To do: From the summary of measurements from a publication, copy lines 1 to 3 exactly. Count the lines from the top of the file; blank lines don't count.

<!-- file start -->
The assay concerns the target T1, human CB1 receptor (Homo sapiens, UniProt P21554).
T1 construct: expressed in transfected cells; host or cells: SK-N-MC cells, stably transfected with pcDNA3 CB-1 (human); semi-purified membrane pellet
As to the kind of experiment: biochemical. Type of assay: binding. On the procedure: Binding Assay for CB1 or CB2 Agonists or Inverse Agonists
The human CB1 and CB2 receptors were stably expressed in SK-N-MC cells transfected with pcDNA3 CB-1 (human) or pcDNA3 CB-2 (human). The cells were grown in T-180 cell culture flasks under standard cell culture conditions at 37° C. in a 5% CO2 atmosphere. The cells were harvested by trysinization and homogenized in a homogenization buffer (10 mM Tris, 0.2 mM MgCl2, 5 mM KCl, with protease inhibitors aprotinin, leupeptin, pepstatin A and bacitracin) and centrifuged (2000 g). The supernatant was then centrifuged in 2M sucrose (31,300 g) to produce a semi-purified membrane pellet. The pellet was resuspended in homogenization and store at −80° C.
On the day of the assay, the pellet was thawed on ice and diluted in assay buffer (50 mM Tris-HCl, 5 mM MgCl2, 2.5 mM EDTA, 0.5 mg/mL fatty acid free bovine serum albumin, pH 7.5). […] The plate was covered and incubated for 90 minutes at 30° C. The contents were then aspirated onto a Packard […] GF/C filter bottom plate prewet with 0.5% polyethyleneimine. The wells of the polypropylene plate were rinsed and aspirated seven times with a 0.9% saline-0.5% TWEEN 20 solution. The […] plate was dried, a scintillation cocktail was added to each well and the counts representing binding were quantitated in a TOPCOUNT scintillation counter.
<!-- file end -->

The assay concerns the target T1, human CB1 receptor (Homo sapiens, UniProt P21554).
T1 construct: expressed in transfected cells; host or cells: SK-N-MC cells, stably transfected with pcDNA3 CB-1 (human); semi-purified membrane pellet
As to the kind of experiment: biochemical. Type of assay: binding. On the procedure: Binding Assay for CB1 or CB2 Agonists or Inverse Agonists